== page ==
All-NFL: 1948 (UPI, NY, PF, HA)

All-Pro: 1948 (AP, SN)

(2) – 1953, 1954

Year Team W L T Division Finish
1947 Chicago Cardinals 9 3 0 (1st)
1948 Chicago Cardinals 11 1 0 (1st)
1949 Chicago Cardinals 6 5 1 (3rd)
1950 Chicago Cardinals 5 7 0 (5th)
1951 Chicago Cardinals 3 9 0 (6th)
1952 Chicago Cardinals 4 8 0 (5th)
1953 Chicago Cardinals 1 10 1 (6th)
1954 Chicago Cardinals 2 10 0 (6th)
1955 Chicago Cardinals 4 7 1 (4th)
Full Name: Charles Louis Trippi

Birthdate: December 14, 1921

Birthplace: Pittston, Pennsylvania

High School: Pittston (PA), LaSalle Academy (New York, NY)

Elected to Pro Football Hall of Fame:
January 15, 1968

Enshrined into Pro Football Hall of Fame: August 3, 1968

Presenter: Paul Shebby, Former High School coach

Other Members of Class of 1968: Cliff Battles, Art Donovan, Elroy Hirsch, Wayne Millner, Marion Motley, Alex Wojciechowicz

Pro Career: 9 seasons, 99 games

Drafted: 1st round (1st overall) in 1945 by Chicago Cardinals

Uniform Number: 2, 62

Pro Football Hall of Fame Field at Fawcett Stadium
August 3, 1968


Paul Shebby (presenter):
Mr. Mayor, honored guests, ladies and gentlemen. It's a real pleasure for me to present the next candidate for induction into Pro Football's Hall of Fame. Success is spelled P-E-P by this man, and when you break this little three letter word down into a formula, it means pride plus effort equals production. How much pep did this man have is evidence by the success he had. During his high school days at Pittstown, Pa. he was selected on the all-state football team. And he led his high school team to undefeated seasons and conference championships. At the University of Georgia, he was selected on the All-American Team two years in a row. He led great Bulldog teams to conference championships and undefeated seasons, and victories in the Oil Bowl, the Sugar Bowl and the Rose Bowl. As a member of the armed forces, he was named to the all-service team while playing with the third Air- Force during WW-II. As a pro playing nine seasons with the World Champions - Chicago Cardinals during the glory days of the dream backfield of Angsman, Chrisman, Harter, and Trippi under the coaching of Jim Conzelman. He was an all-pro, if there is an all-pro. If the criterion for an all-pro is giving your best, every second of every game, then this man is truly an all- pro. He holds an outstanding record, having participated in four All-Star games, as a collegian and this record, I don't think, ever will be equaled again unless we get into another war, a shooting war, a declared war. And, of course, he played with the National Champion Chicago Cardinals in 1948 in the All-Star Game. And so, it’s with a deep feeling of personal pride, that I present for induction to Pro Football Hall of Fame, an outstanding athlete, a great sportsman and a true gentleman, Charlie Trippi.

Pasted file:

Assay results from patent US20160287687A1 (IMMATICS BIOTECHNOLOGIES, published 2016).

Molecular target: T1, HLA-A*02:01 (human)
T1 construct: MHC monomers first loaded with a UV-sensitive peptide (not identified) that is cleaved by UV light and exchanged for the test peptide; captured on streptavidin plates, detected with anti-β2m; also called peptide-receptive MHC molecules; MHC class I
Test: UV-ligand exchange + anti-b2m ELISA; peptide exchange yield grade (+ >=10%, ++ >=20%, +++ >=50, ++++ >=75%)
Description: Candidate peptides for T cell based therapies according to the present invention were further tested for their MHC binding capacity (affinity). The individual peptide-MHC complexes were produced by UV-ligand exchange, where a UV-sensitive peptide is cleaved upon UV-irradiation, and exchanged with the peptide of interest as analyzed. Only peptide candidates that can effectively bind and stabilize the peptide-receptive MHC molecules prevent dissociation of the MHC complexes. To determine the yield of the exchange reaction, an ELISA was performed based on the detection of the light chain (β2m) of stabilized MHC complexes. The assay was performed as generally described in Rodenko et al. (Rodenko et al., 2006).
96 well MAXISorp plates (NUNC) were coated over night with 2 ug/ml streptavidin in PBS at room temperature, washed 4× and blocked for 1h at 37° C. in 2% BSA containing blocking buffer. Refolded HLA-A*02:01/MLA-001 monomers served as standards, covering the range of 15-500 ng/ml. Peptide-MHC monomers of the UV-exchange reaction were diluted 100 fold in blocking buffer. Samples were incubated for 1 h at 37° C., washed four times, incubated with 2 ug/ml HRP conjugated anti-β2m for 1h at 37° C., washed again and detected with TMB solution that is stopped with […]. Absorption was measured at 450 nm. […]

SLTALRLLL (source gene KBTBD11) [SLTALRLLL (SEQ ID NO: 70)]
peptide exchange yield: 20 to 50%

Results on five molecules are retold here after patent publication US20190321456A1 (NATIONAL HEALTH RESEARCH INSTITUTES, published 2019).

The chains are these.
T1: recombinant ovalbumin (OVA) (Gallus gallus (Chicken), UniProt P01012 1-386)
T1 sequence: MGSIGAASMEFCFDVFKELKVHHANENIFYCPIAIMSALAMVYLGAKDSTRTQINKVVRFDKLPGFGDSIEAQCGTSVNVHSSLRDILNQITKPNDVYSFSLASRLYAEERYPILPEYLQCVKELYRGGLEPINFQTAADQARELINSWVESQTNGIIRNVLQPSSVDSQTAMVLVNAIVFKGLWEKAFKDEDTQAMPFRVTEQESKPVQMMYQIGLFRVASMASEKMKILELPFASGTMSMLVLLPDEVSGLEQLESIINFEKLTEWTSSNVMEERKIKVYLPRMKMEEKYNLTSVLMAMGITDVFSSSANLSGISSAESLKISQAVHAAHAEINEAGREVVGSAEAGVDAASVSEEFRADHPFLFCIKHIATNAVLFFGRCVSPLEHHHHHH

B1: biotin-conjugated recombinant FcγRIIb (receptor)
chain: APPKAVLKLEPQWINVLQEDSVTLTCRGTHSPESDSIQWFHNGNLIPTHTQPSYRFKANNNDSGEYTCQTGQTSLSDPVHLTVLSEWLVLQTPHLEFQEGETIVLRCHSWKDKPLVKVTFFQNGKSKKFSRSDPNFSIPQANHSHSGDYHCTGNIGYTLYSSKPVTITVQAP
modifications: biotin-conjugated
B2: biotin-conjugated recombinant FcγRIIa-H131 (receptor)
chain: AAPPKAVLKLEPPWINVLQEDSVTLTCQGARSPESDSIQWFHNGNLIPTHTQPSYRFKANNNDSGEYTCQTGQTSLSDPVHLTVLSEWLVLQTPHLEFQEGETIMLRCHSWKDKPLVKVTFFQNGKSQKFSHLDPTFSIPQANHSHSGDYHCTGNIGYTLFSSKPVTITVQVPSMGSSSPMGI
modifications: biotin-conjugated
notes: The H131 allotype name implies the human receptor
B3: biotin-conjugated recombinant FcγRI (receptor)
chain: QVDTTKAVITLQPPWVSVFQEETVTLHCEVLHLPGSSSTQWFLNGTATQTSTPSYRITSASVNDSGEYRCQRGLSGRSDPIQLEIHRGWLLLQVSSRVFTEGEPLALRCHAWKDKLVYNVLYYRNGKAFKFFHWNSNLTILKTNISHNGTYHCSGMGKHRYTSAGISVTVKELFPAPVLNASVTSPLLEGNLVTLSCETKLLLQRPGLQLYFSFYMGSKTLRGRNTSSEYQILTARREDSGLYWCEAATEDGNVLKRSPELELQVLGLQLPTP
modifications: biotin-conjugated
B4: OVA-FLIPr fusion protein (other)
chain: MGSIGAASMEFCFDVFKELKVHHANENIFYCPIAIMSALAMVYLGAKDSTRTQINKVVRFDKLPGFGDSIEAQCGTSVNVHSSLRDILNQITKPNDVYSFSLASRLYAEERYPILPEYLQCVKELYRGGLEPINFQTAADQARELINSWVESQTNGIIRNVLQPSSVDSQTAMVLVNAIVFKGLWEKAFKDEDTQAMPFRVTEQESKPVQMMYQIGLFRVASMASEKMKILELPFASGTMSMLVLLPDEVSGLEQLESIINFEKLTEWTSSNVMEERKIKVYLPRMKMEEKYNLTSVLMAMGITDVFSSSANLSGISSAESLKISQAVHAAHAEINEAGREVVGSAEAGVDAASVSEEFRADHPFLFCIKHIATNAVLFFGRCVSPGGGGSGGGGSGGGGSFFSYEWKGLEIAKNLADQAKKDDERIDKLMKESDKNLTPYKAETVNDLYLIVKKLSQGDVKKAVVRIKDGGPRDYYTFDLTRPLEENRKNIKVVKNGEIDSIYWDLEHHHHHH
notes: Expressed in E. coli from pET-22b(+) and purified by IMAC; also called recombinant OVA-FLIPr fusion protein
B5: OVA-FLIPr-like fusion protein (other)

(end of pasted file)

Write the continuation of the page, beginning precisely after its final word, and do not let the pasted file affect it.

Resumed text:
Charlie Trippi:
Ladies and gentlemen, half the walk has transpired here the last few days, I just wanted to say I’m glad I played football. You know, football has enriched my life in so many ways that it also gave me a lifetime ambition, and made me set many goals, but this goal today is probably the greatest. You know in football, when you play football, you have many great weekends, but this to me would be a lasting weekend I'll never forget. You know in football when you have success a lot of times, it often reflects on the people that you played with and to them I want to say thank you. And in conclusion, I'd like to pay tribute to those people primary responsible for my career. First my high school coach, Paul Shebby, then my college coach Wallace Butts, and my pro coach, Jimmy Conzelman. I want to thank them for their guidance and their understanding. Thank you very much.